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Below is a collection of Jim Grant's Tech Tips sorted by Vehicle Make. These Tech Tips were answers to questions submitted to Jim by users over the course of many years.
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Lincoln - Mercury
  Jim Grant's Tech Tips

'98 Isuzu Trooper, Engine Knock

Q: I have a ‘98 Isuzu Trooper. The oil runs low long before the next oil change is due. Too much oil was put in and car ran fine for a week. I took a long distance trip, drove 70mph for 40 miles, stopped at a gas station. I then resumed the trip and the engine began to knock. I drove 15 miles to an auto shop/ drained oil and refilled 5qts. The engine still knocked, but not as loud. I drove 10-15 min down the road, stopped, and called a tow truck. The truck still starts with knocking still present and discharges white smoke. What do you suggest may be the problem?

- Anthony Johnson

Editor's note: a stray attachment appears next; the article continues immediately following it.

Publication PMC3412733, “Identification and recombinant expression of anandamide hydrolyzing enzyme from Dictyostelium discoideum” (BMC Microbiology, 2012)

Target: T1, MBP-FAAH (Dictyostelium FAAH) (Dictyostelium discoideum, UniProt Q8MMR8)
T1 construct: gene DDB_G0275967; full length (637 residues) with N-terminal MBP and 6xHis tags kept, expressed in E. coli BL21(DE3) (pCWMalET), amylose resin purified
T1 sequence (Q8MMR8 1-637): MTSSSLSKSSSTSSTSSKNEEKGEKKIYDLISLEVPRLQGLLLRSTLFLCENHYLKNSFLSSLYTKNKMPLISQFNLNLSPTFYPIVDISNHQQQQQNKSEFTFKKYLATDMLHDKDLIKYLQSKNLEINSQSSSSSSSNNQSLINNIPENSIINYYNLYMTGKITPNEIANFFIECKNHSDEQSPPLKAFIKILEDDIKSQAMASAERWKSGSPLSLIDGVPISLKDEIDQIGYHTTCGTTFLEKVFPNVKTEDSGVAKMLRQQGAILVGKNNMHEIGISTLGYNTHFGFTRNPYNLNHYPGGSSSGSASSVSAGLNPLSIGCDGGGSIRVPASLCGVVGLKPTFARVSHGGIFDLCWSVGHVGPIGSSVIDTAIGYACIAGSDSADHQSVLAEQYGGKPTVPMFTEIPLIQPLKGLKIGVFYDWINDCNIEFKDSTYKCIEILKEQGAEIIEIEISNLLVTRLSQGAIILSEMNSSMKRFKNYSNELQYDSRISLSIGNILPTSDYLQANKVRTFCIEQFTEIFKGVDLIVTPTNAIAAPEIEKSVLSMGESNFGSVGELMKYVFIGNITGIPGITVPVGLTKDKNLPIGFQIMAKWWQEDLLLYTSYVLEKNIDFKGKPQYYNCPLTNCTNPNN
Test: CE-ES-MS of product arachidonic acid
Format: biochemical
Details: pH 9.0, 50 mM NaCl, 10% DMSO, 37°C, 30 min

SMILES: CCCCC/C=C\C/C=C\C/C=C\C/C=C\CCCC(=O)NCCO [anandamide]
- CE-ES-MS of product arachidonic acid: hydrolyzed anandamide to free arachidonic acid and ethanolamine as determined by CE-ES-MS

A: Having too much oil in an engine is not a good thing. Having too much oil and driving at the speeds you were reporting is “really not” a good thing! When an engine is over full with oil a lot can go wrong. To start with, oil gets whipped up by the crankshaft and connecting rods. Oil not only gets thrown around, it is in greater volume than the engine is designed to handle. In addition, the oil will become aerated/foamy. For oil to lubricate and cool (yes oil is used for cooling) internal engine components it is delivered via an oil pump to the needed areas as a liquid. This liquid provides a protective film and removes heat as it passes. If there are air bubbles in the oil they displace the oil, reducing the protective film and the ability to remove heat as efficiently. At 70 mph the crankshaft in your Trooper is whipping up a storm that makes a hurricane seem like an early morning breeze. Add too much oil to this storm and the oil (with air bubbles) ends up on the cylinder walls of the engine. The piston is designed to handle a film of oil passing by the piston skirts to lube and cool the pistons and cylinder walls. Then at the near top of the piston is an oil control ring that captures and redirects the oil to the inside of the piston to be deposited in the crankcase as the piston travels downward. With too much oil and high engine speed that film has turned into a water hose, a piston won't last long under those conditions. If the oil level has been reset, the engine is knocking and blowing smoke out the tail pipe you have likely damaged the pistons and possibly an engine bearing or two, or more. By the sounds, smell and looks, you'll likely be replacing or rebuilding that engine.

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